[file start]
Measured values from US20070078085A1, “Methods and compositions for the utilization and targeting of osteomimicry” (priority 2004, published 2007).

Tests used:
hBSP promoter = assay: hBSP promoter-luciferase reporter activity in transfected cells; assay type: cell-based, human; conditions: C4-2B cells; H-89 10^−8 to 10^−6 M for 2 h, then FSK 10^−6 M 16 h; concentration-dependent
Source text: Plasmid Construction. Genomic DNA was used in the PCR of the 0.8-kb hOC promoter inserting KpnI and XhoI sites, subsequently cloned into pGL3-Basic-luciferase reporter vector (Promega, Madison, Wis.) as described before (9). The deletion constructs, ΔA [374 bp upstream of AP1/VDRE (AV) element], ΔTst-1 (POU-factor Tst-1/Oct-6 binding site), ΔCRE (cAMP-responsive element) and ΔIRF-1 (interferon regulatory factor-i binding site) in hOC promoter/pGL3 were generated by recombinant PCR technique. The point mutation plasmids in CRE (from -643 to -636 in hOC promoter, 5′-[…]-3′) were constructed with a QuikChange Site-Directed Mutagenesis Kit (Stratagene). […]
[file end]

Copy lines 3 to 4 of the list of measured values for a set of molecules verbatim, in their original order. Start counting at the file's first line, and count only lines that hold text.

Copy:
hBSP promoter = assay: hBSP promoter-luciferase reporter activity in transfected cells; assay type: cell-based, human; conditions: C4-2B cells; H-89 10^−8 to 10^−6 M for 2 h, then FSK 10^−6 M 16 h; concentration-dependent
Source text: Plasmid Construction. Genomic DNA was used in the PCR of the 0.8-kb hOC promoter inserting KpnI and XhoI sites, subsequently cloned into pGL3-Basic-luciferase reporter vector (Promega, Madison, Wis.) as described before (9). The deletion constructs, ΔA [374 bp upstream of AP1/VDRE (AV) element], ΔTst-1 (POU-factor Tst-1/Oct-6 binding site), ΔCRE (cAMP-responsive element) and ΔIRF-1 (interferon regulatory factor-i binding site) in hOC promoter/pGL3 were generated by recombinant PCR technique. The point mutation plasmids in CRE (from -643 to -636 in hOC promoter, 5′-[…]-3′) were constructed with a QuikChange Site-Directed Mutagenesis Kit (Stratagene). […]